The Majority Leader in Parliament, Osei Kyei Mensah Bonsu, has stated that members of Parliament are willing to suffer the consequences of the anti-gay bill’s passage.
“Some lawmakers, including the bill’s sponsor, Sam George, have been publicly and privately threatened.” Threats to MPs have been made to the Speaker. Some have been denied visas and advised to stay away from the situation. It is unfortunate that this intimidation is primarily coming from the Western diplomatic community.”
In response to questions from Starr News, Suame MP admitted that as a result of the anti-gay bill, some MPs have faced visa challenges and the threat of travel bans.
Kyei-Mensah-Bonsu, on the other hand, has added that MPs should be willing to pay a collective price for such a decision made in the best interests of the country.
“I only learned about this yesterday evening, but it is a decision that the Ghanaian Parliament will have to make.” If we [Parliament] all decide that this is the way to go, and the rest of the world decides that we are against Ghana because of it, then we must all suffer as a result. It will not be a single person who becomes a martyr in this, but we aren’t there yet, and I don’t want to prejudge it.”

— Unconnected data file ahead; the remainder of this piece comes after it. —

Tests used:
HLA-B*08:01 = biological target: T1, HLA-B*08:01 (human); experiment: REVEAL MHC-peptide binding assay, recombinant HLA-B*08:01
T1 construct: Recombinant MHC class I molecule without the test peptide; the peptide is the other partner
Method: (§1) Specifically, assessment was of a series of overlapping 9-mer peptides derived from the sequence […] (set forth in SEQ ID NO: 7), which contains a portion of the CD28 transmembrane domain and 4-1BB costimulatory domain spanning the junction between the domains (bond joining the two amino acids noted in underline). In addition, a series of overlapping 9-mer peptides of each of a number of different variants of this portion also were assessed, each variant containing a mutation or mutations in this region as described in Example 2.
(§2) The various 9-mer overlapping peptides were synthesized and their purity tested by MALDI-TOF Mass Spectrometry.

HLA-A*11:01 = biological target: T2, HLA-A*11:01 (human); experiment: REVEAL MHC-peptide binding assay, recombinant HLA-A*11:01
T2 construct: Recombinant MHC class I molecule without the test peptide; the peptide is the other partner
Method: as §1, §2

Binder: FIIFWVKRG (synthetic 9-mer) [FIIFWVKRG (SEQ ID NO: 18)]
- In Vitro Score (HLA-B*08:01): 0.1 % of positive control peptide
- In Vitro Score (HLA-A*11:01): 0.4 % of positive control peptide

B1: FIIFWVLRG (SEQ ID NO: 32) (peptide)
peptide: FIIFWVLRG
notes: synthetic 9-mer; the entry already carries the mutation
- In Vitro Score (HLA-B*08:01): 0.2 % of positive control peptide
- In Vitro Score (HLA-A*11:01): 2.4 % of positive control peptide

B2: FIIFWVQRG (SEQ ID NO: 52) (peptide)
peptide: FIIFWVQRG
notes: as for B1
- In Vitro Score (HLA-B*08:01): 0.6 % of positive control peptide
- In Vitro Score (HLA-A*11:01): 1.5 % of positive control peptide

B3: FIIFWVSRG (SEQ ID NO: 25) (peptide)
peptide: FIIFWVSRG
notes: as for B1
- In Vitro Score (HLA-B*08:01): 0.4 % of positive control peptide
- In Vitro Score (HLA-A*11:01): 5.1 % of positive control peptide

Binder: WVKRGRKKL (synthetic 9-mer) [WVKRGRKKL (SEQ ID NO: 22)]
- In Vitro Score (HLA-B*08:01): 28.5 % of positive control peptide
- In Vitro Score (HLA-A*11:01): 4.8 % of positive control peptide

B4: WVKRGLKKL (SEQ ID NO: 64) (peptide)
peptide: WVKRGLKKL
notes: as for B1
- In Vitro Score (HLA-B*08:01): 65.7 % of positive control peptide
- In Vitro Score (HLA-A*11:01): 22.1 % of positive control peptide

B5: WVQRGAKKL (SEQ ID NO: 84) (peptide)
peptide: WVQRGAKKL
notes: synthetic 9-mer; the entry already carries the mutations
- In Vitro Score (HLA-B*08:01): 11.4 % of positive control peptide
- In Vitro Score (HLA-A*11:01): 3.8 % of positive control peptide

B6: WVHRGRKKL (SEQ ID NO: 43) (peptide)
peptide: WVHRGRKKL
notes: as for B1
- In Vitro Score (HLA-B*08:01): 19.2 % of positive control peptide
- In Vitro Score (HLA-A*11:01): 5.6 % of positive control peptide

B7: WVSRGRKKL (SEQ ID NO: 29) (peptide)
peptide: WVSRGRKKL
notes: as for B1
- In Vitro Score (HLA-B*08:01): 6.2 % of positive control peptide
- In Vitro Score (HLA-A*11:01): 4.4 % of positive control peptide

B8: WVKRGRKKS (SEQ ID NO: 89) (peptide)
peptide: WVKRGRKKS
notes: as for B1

The anti-gay bill, which is currently before Parliament and is sponsored by eight MPs, seeks to criminalize and imprison lesbians, gays, bisexuals, transgenders, and queers (LGBTQ+) and those who promote such activities in the country.
His remarks come after Arthur Kobina Kennedy, a leading member of the New Patriotic Party based in the United States, revealed that some members of Parliament are being denied visas and warned to stay away from the anti-gay bill currently before Parliament.
As previously stated, the anti-gay bill has polarized public opinion. While some, particularly religious and traditional groups, have supported the Bill, others, including academics, lawyers, and members of civil society, have opposed it.